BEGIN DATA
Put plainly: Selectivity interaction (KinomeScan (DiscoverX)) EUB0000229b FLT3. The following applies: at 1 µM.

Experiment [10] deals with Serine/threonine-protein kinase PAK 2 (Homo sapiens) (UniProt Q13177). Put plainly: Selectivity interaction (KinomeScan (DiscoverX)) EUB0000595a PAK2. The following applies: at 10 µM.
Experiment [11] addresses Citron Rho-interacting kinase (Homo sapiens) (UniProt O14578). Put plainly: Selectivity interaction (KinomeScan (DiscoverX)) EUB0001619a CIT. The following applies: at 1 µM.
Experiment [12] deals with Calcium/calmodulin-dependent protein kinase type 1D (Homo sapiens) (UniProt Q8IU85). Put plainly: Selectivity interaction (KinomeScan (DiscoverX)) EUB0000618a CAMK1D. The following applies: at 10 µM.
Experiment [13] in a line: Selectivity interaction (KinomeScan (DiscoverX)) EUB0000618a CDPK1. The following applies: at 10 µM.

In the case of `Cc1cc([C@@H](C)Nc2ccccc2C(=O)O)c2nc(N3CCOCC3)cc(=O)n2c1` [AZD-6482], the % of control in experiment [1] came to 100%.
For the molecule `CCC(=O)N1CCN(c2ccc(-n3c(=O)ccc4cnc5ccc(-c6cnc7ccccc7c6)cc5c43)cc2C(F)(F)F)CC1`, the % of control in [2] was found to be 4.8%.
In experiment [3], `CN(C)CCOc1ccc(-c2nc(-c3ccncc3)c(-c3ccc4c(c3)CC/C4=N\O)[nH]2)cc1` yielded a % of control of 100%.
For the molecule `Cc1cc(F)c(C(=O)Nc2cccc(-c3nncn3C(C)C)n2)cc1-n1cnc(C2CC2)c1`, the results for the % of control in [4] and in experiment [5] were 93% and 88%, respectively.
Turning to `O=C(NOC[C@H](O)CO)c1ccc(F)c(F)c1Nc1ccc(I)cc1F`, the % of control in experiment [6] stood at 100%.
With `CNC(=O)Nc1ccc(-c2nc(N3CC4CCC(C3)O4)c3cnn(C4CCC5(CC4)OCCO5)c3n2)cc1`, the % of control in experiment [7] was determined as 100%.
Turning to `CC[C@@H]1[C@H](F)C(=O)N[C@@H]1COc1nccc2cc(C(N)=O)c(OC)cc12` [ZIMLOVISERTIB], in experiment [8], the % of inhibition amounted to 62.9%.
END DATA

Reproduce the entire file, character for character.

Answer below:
Put plainly: Selectivity interaction (KinomeScan (DiscoverX)) EUB0000229b FLT3. The following applies: at 1 µM.

Experiment [10] deals with Serine/threonine-protein kinase PAK 2 (Homo sapiens) (UniProt Q13177). Put plainly: Selectivity interaction (KinomeScan (DiscoverX)) EUB0000595a PAK2. The following applies: at 10 µM.
Experiment [11] addresses Citron Rho-interacting kinase (Homo sapiens) (UniProt O14578). Put plainly: Selectivity interaction (KinomeScan (DiscoverX)) EUB0001619a CIT. The following applies: at 1 µM.
Experiment [12] deals with Calcium/calmodulin-dependent protein kinase type 1D (Homo sapiens) (UniProt Q8IU85). Put plainly: Selectivity interaction (KinomeScan (DiscoverX)) EUB0000618a CAMK1D. The following applies: at 10 µM.
Experiment [13] in a line: Selectivity interaction (KinomeScan (DiscoverX)) EUB0000618a CDPK1. The following applies: at 10 µM.

In the case of `Cc1cc([C@@H](C)Nc2ccccc2C(=O)O)c2nc(N3CCOCC3)cc(=O)n2c1` [AZD-6482], the % of control in experiment [1] came to 100%.
For the molecule `CCC(=O)N1CCN(c2ccc(-n3c(=O)ccc4cnc5ccc(-c6cnc7ccccc7c6)cc5c43)cc2C(F)(F)F)CC1`, the % of control in [2] was found to be 4.8%.
In experiment [3], `CN(C)CCOc1ccc(-c2nc(-c3ccncc3)c(-c3ccc4c(c3)CC/C4=N\O)[nH]2)cc1` yielded a % of control of 100%.
For the molecule `Cc1cc(F)c(C(=O)Nc2cccc(-c3nncn3C(C)C)n2)cc1-n1cnc(C2CC2)c1`, the results for the % of control in [4] and in experiment [5] were 93% and 88%, respectively.
Turning to `O=C(NOC[C@H](O)CO)c1ccc(F)c(F)c1Nc1ccc(I)cc1F`, the % of control in experiment [6] stood at 100%.
With `CNC(=O)Nc1ccc(-c2nc(N3CC4CCC(C3)O4)c3cnn(C4CCC5(CC4)OCCO5)c3n2)cc1`, the % of control in experiment [7] was determined as 100%.
Turning to `CC[C@@H]1[C@H](F)C(=O)N[C@@H]1COc1nccc2cc(C(N)=O)c(OC)cc12` [ZIMLOVISERTIB], in experiment [8], the % of inhibition amounted to 62.9%.